MOTĀ SIṄGH, BHĀĪ (1902-1921), one of the Nankānā Sāhib martyrs, was the son of Bhāī Harī Siṅgh and Māī Ṭhākarī, Rāmdāsīā Sikhs, weavers by profession, originally of Bassī village in Hoshiārpur district, who had migrated for better living to Chakk No. 18 Bahoṛū in Sheikhūpurā district (now in Pakistan). Motā Siṅgh was born on 15 Poh 1959 Bk/28 December 1902 in his mother's village Thāndhevālā in Fīrozpur district. As he grew up, he learnt enough Gurmukhī to be able to read the Sikh granth fluently. He took the Khālsā pāhul and inspired his parents to have the Gurū Granth Sāhib in their own home where members of the Khālsā Barādarī (an association of Sikhs belonging to the so-called lower castes) began to assemble to listen to gurbāṇī recited and explained by him. He was drawn into the Gurdwārā Reform movement and had himself registered as an Akālī volunteer. On 19 February 1921, he was all dressed up and ready to go to bring home his bride when the call was received for the liberation of Gurdwārā Janam Asthān. He joined the Dhārovālī group in the same dress and fell a martyr the following morning in the reckless shooting in the compound of the Gurdwārā Janam Asthān.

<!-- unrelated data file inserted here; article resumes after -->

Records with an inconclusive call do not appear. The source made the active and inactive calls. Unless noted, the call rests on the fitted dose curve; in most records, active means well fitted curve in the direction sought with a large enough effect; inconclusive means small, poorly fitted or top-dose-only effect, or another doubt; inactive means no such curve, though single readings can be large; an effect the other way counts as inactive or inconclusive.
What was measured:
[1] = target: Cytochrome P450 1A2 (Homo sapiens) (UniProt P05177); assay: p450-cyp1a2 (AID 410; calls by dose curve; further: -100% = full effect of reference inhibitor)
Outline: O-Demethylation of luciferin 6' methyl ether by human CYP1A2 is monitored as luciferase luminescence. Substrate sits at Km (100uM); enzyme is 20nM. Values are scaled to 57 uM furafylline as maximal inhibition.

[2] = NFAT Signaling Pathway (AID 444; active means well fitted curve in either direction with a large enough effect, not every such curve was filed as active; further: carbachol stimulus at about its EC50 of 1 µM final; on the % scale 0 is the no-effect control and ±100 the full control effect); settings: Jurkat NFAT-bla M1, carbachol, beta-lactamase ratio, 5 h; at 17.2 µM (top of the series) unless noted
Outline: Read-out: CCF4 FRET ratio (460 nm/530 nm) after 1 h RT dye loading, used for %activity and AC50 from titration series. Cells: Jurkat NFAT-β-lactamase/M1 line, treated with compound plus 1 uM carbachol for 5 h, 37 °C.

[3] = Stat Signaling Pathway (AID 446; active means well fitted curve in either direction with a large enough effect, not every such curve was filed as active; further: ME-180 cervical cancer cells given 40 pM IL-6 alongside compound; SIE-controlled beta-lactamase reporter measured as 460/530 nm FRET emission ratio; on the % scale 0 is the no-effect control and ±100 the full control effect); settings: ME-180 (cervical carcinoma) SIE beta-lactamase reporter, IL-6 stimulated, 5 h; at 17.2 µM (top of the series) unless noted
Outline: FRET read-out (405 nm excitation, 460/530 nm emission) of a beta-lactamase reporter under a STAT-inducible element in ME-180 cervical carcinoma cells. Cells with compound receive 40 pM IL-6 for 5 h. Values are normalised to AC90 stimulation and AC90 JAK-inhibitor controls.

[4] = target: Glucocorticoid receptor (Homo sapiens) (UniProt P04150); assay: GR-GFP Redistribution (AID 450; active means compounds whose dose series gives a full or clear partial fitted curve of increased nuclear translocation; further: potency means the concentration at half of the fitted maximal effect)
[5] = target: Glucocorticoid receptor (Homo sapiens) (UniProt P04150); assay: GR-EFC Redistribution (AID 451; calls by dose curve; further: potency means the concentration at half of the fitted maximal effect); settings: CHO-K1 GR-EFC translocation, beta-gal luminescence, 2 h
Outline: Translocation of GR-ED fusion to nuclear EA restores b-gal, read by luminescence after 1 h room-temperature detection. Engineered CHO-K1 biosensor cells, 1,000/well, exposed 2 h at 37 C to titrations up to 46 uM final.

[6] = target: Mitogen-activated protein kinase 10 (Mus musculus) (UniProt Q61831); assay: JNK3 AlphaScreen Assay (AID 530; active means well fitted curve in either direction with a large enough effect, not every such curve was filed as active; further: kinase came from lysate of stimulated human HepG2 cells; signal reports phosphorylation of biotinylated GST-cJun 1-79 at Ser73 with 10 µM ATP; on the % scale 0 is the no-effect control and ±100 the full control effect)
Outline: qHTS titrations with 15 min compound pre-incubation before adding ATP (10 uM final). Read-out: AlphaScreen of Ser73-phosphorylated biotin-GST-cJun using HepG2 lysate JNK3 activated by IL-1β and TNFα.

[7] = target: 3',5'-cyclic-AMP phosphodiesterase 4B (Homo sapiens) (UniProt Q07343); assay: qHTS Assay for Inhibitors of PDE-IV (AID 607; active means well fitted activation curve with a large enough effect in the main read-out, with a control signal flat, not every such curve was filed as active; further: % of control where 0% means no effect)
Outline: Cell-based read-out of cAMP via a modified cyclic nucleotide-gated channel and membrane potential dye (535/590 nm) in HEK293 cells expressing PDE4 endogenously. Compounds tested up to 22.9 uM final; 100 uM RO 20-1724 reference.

Gurcharan Siṅgh Giānī